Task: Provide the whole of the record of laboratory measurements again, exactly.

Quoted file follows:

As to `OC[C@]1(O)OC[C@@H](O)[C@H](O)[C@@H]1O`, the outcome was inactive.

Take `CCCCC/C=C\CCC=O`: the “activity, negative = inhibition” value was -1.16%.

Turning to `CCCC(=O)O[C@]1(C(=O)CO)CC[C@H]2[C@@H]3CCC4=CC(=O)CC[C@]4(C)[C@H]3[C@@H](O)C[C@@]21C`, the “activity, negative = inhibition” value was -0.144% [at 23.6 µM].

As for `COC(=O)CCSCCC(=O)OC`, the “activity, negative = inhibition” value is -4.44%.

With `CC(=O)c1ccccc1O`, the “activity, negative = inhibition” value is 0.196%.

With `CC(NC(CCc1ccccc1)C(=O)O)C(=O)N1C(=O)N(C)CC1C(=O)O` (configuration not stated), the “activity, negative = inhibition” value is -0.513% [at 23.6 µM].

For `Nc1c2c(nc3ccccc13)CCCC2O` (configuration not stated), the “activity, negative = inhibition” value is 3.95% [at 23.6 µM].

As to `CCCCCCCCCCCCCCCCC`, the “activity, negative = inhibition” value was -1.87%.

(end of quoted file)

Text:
As to `OC[C@]1(O)OC[C@@H](O)[C@H](O)[C@@H]1O`, the outcome was inactive.

Take `CCCCC/C=C\CCC=O`: the “activity, negative = inhibition” value was -1.16%.

Turning to `CCCC(=O)O[C@]1(C(=O)CO)CC[C@H]2[C@@H]3CCC4=CC(=O)CC[C@]4(C)[C@H]3[C@@H](O)C[C@@]21C`, the “activity, negative = inhibition” value was -0.144% [at 23.6 µM].

As for `COC(=O)CCSCCC(=O)OC`, the “activity, negative = inhibition” value is -4.44%.

With `CC(=O)c1ccccc1O`, the “activity, negative = inhibition” value is 0.196%.

With `CC(NC(CCc1ccccc1)C(=O)O)C(=O)N1C(=O)N(C)CC1C(=O)O` (configuration not stated), the “activity, negative = inhibition” value is -0.513% [at 23.6 µM].

For `Nc1c2c(nc3ccccc13)CCCC2O` (configuration not stated), the “activity, negative = inhibition” value is 3.95% [at 23.6 µM].

As to `CCCCCCCCCCCCCCCCC`, the “activity, negative = inhibition” value was -1.87%.